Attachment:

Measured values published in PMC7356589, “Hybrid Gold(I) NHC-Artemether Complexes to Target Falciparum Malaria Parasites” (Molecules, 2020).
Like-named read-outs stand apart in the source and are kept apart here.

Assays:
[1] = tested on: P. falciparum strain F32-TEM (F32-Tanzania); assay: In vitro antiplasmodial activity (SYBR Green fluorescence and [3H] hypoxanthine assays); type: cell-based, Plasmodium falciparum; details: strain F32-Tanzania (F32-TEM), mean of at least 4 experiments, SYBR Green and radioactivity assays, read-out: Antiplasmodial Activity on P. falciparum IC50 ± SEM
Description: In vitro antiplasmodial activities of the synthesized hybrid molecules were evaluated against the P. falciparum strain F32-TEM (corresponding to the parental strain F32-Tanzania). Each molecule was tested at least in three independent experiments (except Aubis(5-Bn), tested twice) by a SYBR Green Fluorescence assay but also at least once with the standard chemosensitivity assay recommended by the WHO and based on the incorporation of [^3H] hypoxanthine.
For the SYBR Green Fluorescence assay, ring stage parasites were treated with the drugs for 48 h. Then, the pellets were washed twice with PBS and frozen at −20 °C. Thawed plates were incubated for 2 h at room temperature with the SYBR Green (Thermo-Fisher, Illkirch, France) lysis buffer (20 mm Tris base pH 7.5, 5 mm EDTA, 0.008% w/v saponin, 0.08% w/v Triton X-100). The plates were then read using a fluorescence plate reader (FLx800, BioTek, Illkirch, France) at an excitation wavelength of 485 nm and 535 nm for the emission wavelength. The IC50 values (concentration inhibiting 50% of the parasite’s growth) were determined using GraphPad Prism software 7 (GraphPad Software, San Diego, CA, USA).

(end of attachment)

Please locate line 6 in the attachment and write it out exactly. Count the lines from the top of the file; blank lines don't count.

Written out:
For the SYBR Green Fluorescence assay, ring stage parasites were treated with the drugs for 48 h. Then, the pellets were washed twice with PBS and frozen at −20 °C. Thawed plates were incubated for 2 h at room temperature with the SYBR Green (Thermo-Fisher, Illkirch, France) lysis buffer (20 mm Tris base pH 7.5, 5 mm EDTA, 0.008% w/v saponin, 0.08% w/v Triton X-100). The plates were then read using a fluorescence plate reader (FLx800, BioTek, Illkirch, France) at an excitation wavelength of 485 nm and 535 nm for the emission wavelength. The IC50 values (concentration inhibiting 50% of the parasite’s growth) were determined using GraphPad Prism software 7 (GraphPad Software, San Diego, CA, USA).